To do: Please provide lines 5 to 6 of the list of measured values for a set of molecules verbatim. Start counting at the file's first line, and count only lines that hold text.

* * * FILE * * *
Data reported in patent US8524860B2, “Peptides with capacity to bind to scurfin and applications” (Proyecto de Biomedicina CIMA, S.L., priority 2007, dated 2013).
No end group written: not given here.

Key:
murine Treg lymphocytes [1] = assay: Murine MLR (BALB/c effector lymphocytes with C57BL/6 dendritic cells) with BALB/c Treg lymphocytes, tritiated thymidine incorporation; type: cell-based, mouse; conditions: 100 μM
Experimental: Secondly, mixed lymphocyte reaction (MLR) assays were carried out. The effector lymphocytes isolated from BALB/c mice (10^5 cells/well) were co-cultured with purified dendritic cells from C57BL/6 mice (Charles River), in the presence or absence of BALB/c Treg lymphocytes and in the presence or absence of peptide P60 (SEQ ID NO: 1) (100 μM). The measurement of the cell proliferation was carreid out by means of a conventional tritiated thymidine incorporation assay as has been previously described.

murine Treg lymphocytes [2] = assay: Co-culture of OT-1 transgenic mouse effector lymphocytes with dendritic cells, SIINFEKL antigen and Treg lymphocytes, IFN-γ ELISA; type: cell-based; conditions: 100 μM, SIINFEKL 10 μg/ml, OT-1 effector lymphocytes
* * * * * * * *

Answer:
Experimental: Secondly, mixed lymphocyte reaction (MLR) assays were carried out. The effector lymphocytes isolated from BALB/c mice (10^5 cells/well) were co-cultured with purified dendritic cells from C57BL/6 mice (Charles River), in the presence or absence of BALB/c Treg lymphocytes and in the presence or absence of peptide P60 (SEQ ID NO: 1) (100 μM). The measurement of the cell proliferation was carreid out by means of a conventional tritiated thymidine incorporation assay as has been previously described.

murine Treg lymphocytes [2] = assay: Co-culture of OT-1 transgenic mouse effector lymphocytes with dendritic cells, SIINFEKL antigen and Treg lymphocytes, IFN-γ ELISA; type: cell-based; conditions: 100 μM, SIINFEKL 10 μg/ml, OT-1 effector lymphocytes